Product images of Mary Hay'
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Elegant white and gilded half-length female figurehead, apparently in an evening gown with a high waistband and shawl,the hair dressed high, supported on a black and gilded scroll. The wooden barque 'Mary Hay' was approaching Broad Sound, Scilly, in April 1852, inward bound from Jamaica with a mixed cargo including rum and sugar, and with a local pilot on board. Just after he went below to take a meal, rather than eating on deck, she hit Steeple Rock and began to make water. She anchored near Samson, pumping continuously but to no avail since several hours later she turned over with a sudden lurch.
All hands were saved, being on deck or in the boats alongside at the time. Next day rum, limejuice and over a thousand bags of pimentos were saved, with clothing, stores and some gear. The sugar was ruined but the rest of the cargo was included in the sale of the wreck for â”œÃ²â”œâ•‘72, four days later. In calmer weather she was refloated and broken up alongside St Mary's pier.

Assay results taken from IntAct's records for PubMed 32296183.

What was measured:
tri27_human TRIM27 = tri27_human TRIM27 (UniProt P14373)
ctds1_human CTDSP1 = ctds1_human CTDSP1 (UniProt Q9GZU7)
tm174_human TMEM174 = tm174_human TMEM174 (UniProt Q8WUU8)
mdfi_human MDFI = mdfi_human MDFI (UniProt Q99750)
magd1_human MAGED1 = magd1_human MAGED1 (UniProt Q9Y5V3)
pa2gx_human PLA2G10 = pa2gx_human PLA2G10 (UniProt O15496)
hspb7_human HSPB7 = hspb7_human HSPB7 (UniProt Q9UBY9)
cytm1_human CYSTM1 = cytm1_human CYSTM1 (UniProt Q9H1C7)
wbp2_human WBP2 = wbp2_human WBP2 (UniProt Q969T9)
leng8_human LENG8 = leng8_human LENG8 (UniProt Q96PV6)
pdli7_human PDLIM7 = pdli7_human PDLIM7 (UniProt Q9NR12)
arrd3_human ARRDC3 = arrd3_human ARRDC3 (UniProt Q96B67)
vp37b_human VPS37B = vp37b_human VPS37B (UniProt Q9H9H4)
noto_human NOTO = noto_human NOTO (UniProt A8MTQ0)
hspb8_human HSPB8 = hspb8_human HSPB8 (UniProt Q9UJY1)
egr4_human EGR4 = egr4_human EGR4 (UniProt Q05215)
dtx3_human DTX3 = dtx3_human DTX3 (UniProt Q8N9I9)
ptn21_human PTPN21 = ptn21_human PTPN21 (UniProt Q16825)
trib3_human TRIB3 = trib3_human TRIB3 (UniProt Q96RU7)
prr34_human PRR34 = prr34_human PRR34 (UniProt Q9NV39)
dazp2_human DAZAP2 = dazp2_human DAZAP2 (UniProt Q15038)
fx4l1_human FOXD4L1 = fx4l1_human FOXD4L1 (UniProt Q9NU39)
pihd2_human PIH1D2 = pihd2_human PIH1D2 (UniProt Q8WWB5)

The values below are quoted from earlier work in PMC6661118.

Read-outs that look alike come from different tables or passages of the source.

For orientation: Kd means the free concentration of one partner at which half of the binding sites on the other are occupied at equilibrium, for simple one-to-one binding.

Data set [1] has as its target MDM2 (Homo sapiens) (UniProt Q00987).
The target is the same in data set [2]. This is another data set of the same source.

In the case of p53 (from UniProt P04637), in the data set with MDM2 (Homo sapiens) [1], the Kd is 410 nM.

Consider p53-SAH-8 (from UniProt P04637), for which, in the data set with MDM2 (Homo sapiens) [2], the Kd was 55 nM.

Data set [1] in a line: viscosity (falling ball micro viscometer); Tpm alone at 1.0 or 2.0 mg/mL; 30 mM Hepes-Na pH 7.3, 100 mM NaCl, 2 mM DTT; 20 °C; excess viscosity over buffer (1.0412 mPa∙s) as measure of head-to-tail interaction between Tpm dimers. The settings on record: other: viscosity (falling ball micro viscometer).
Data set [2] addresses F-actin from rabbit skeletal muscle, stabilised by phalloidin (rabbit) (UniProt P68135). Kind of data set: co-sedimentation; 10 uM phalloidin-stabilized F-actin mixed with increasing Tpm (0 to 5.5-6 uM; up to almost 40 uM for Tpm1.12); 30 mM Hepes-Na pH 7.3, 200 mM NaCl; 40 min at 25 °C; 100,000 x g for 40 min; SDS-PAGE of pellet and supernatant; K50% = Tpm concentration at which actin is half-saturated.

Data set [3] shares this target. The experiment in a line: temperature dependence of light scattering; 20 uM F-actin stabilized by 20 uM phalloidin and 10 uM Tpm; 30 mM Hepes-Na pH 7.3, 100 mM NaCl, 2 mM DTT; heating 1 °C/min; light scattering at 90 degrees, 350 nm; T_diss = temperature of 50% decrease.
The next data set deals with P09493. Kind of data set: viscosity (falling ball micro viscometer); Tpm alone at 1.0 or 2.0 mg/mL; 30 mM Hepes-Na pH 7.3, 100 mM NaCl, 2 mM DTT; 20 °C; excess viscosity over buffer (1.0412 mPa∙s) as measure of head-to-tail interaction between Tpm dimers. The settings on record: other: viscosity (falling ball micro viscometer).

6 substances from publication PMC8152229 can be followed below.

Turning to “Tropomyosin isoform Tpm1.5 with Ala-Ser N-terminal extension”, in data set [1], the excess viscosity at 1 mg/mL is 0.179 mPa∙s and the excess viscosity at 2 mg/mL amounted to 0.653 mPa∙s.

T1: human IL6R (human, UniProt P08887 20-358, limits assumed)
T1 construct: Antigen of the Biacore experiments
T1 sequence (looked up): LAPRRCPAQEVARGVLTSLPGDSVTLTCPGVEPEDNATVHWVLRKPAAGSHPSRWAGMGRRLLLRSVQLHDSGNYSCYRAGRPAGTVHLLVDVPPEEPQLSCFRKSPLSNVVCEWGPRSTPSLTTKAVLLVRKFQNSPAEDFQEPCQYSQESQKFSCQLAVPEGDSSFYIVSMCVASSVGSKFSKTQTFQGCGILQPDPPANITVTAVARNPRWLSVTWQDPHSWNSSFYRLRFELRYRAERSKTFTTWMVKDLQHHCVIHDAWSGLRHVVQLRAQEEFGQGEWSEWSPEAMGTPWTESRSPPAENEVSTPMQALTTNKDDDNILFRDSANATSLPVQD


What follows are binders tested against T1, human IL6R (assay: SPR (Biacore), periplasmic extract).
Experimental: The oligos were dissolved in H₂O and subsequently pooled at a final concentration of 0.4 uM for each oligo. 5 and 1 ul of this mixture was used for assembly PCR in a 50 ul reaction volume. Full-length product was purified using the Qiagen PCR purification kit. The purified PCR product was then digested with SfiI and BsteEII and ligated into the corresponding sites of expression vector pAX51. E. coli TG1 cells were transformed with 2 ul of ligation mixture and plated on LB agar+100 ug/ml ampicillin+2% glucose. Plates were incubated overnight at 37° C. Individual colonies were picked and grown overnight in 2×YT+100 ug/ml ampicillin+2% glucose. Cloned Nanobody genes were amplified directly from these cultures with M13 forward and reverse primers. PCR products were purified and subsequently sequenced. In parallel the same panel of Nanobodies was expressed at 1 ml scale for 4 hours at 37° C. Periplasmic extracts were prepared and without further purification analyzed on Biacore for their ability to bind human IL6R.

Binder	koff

'Mary Hay' details at time of wreck. Wooden barque of 258 tons, registered in London. Built: Peterhead, 1837. Dimensions (in feet and tenths): not known. Owner: Volum & Co. Registered voyage: Jamiaca to London. Cargo: As above, also ebony, coconuts, logwood and fustic (woods from which dye is extracted). Master at loss: Hogg. Wrecked: 13 April 1852.
- Image reference: D1232-11
- National Maritime Museum, Greenwich, London, Valhalla Collection